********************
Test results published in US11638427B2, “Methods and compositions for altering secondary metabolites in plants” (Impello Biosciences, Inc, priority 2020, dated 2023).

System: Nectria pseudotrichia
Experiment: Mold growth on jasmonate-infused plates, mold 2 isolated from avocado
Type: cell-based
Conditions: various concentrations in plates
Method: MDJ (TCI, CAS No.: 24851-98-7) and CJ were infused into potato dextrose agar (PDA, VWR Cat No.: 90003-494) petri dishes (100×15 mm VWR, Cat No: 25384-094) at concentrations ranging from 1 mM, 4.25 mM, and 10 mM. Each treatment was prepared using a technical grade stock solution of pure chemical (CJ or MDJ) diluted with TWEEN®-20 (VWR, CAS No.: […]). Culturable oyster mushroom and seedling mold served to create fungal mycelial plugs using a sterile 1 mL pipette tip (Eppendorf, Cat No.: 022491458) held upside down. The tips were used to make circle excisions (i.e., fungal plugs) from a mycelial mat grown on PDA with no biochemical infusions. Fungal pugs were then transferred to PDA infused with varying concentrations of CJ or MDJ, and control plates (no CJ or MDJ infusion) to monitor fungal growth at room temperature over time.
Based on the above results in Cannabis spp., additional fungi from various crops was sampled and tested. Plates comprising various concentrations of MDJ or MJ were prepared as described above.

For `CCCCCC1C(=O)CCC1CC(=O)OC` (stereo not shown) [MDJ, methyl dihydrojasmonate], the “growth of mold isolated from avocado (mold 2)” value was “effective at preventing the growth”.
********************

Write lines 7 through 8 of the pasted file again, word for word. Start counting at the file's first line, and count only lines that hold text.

Based on the above results in Cannabis spp., additional fungi from various crops was sampled and tested. Plates comprising various concentrations of MDJ or MJ were prepared as described above.

For `CCCCCC1C(=O)CCC1CC(=O)OC` (stereo not shown) [MDJ, methyl dihydrojasmonate], the “growth of mold isolated from avocado (mold 2)” value was “effective at preventing the growth”.